Stone By Stone
If you happen to be gazing at a magnificent cathedral just as a mason walks by, you might be tempted to ask how one goes about building something so overwhelming. The answer is likely to be the title of today’s article. Experience shows that even a task which is almost too large to be comprehended can be completed if it’s broken down into smaller steps which can be dealt with one at a time.
There are actually a couple of ways this insight applies to Warren Ward Associates’ work in helping people plan for the rest of their lives. A classic financial plan covers five basic areas: investments, taxes, insurance, retirement planning and estate planning. However, we sometimes do much more, including helping purchase homes and cars, recommend physicians and tax preparers and even stand with clients when a loved one dies. Although it might be beneficial to meet a financial planner at an early age, most of the time people call us when a significant life change is about to occur (or already has).
Of course, the better we know someone, the better our advice is likely to be, meaning we prefer to review copies of quite a few different documents. For years, we didn’t begin the planning process until we had everything we thought we’d eventually need. We’ve now learned that we can gather the necessary information step by step nearly as efficiently. We begin with the issue which calls for the most immediate attention, then expand the scope of our work until we have provided guidance in all the areas which the planning process has identified as being important.
I’ve reviewed many different financial plans in my twenty-plus years as an advisor but, as far as I’m aware, ours is unique. Over that period, computing power has allowed us to transition from a legal pad and adding machine tape through spreadsheets to dedicated web-based planning software. The data we gather from our clients is entered into various fields in the software. Then, based on the client’s tolerance for risk and our assumptions regarding inflation, rates of return for various investment classes and lifespan, charts and graphs are produced. These illustrate various scenarios and allow us to show people what they might expect in an easy to understand format.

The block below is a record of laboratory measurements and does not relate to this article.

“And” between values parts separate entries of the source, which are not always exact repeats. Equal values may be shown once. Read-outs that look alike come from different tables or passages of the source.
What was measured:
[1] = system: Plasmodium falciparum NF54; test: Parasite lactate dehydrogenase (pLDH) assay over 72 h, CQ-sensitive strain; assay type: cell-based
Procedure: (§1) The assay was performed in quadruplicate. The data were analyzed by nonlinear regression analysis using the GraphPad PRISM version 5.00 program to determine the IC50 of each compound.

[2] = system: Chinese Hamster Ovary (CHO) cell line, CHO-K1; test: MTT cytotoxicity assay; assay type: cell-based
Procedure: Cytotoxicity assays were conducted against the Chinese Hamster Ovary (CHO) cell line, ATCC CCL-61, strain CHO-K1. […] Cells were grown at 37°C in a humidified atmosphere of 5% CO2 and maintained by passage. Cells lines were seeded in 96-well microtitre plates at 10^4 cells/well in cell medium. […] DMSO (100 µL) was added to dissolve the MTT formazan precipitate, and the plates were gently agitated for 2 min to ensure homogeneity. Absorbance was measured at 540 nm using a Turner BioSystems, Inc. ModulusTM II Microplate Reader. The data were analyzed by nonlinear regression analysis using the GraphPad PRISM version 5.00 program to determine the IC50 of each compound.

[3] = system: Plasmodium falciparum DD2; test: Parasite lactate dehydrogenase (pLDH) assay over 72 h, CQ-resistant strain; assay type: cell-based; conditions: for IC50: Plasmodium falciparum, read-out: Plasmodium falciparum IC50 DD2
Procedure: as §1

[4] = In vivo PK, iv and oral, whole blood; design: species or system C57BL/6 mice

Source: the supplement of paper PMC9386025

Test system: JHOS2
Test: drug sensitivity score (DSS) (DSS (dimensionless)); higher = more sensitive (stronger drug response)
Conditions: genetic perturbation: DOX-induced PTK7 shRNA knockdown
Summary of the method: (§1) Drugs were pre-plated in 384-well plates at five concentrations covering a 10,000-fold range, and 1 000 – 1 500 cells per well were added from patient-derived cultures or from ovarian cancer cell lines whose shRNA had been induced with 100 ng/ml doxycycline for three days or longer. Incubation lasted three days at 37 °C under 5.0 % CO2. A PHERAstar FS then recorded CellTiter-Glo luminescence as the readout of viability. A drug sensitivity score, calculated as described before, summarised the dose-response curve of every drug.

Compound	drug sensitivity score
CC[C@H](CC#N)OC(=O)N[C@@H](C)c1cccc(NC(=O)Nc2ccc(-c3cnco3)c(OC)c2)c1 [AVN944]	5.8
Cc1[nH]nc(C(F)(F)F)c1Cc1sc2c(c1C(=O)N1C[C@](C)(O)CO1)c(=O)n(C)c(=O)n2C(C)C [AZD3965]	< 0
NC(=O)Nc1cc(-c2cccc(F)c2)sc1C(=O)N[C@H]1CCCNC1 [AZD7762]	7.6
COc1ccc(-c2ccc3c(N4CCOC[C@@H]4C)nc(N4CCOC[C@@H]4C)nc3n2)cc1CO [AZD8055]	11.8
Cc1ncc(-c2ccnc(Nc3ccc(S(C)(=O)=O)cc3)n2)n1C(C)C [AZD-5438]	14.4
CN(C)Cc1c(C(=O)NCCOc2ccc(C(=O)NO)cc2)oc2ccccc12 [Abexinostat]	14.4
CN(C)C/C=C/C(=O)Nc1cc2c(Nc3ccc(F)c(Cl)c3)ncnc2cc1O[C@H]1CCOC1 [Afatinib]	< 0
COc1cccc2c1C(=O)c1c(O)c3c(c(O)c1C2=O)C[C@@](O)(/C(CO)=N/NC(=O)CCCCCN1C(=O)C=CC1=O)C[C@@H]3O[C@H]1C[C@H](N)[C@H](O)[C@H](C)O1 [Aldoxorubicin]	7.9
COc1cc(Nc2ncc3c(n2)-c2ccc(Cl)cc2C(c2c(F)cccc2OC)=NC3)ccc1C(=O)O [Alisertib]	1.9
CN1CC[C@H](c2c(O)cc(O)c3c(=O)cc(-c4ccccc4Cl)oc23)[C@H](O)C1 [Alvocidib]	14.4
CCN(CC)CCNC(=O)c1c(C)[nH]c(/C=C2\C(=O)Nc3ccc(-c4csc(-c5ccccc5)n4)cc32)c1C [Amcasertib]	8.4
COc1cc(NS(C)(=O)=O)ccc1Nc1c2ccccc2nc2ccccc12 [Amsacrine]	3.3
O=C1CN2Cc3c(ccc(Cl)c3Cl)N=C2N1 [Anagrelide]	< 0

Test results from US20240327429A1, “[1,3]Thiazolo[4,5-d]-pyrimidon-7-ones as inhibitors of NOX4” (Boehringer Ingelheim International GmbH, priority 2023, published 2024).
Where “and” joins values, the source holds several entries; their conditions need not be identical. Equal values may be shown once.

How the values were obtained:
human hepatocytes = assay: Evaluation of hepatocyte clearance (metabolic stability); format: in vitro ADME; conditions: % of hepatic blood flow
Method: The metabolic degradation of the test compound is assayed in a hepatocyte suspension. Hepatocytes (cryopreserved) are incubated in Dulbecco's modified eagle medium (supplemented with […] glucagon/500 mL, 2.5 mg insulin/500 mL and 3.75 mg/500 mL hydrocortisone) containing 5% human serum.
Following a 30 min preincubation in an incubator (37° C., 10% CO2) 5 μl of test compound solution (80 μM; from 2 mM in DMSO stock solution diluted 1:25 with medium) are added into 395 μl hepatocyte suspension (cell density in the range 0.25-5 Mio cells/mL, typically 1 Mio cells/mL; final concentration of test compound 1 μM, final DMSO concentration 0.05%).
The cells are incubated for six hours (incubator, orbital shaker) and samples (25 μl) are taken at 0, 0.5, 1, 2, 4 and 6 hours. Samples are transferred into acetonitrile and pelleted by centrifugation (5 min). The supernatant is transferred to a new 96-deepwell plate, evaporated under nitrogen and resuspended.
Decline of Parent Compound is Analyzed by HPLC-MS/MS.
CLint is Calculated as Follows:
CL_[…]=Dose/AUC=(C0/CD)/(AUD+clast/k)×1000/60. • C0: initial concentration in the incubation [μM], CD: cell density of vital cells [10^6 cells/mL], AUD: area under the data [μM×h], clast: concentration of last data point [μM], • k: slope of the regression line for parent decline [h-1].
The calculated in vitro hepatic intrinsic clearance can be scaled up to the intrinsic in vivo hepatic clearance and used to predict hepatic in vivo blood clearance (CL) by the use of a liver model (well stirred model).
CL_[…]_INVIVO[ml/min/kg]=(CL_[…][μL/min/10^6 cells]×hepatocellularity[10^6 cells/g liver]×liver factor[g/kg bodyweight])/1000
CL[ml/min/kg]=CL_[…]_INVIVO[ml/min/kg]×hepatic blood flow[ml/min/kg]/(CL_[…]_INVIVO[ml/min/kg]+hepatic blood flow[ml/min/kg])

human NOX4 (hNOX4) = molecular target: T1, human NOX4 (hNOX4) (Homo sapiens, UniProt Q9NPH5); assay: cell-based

Although these reports are quite detailed, our approach is not unusual. In fact, something similar is available at little or no cost from discount brokerage companies and even on advertising supported websites. It’s the second part of our plan that seems to be unique. While most others consist of page-after-page of boilerplate language (also seen in those Revocable Living Trusts offered by out of town attorneys), our printout is accompanied by a letter to the client. It generally runs several pages in length and covers the various topics we’ve reviewed, pointing out any potential problems I foresee and suggesting actions that clients can take to improve their outcome.
Just as I have learned that people aren’t always able to pull together all the documents we’d prefer initially, I’ve also learned that people don’t necessarily get all the way through my list. Knowing they may not have time to accomplish more than one or two tasks, I’m careful to organize them in order of importance. If I have done a good job of triage, people often resolve the first couple, then find themselves comfortable enough to not act on the others. This approach has worked well for over ten years now. However, I was surprised a few weeks ago when a newly retired couple approached me with some thoughtful questions about their living trust which had been put in place several years earlier. As I thought about my response, I realized that it was the last item on my list. I believe this was the first time in my professional life that a client had methodically gone through all of my recommendations and dealt with each of them. Time will tell if this improves their lives in retirement but it does prove it can be done.
A good friend gave me a CD by Joe Crookston, a musician who performs in Columbus from time to time. One of the songs on it describes how dealing with life’s problems one at a time usually works better than worrying about all of them at once. Its title? Stone by Stone. I was tempted to buy a copy for that couple but I think it’s safe to say they already understand the concept.